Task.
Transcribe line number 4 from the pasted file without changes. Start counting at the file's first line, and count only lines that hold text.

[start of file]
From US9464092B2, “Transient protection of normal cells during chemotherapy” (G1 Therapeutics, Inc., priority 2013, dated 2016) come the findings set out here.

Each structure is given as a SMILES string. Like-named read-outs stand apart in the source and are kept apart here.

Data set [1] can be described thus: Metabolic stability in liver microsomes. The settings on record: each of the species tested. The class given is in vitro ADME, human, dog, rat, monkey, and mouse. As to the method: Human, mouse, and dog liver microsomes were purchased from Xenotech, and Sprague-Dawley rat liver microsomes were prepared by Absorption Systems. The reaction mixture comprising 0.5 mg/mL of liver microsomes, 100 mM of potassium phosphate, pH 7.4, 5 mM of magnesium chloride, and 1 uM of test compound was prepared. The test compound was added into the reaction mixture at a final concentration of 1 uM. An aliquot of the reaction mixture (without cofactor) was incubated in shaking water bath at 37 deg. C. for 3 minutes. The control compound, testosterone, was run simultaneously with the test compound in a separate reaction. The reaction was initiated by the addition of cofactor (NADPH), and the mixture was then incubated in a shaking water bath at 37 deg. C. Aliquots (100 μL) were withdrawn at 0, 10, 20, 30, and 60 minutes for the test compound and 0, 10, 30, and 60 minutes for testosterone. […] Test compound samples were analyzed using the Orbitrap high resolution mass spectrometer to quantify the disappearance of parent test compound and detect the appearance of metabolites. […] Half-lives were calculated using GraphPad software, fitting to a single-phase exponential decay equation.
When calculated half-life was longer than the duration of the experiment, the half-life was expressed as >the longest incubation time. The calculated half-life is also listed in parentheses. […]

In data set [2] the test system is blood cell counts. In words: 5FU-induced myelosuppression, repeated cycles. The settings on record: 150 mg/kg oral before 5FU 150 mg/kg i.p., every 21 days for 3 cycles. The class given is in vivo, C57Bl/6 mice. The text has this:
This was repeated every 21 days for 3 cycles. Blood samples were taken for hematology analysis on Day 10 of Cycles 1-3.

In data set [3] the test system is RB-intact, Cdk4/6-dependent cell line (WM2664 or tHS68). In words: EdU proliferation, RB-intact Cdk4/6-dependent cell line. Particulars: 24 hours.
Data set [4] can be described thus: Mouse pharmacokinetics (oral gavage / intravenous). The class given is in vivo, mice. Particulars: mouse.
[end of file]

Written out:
When calculated half-life was longer than the duration of the experiment, the half-life was expressed as >the longest incubation time. The calculated half-life is also listed in parentheses. […]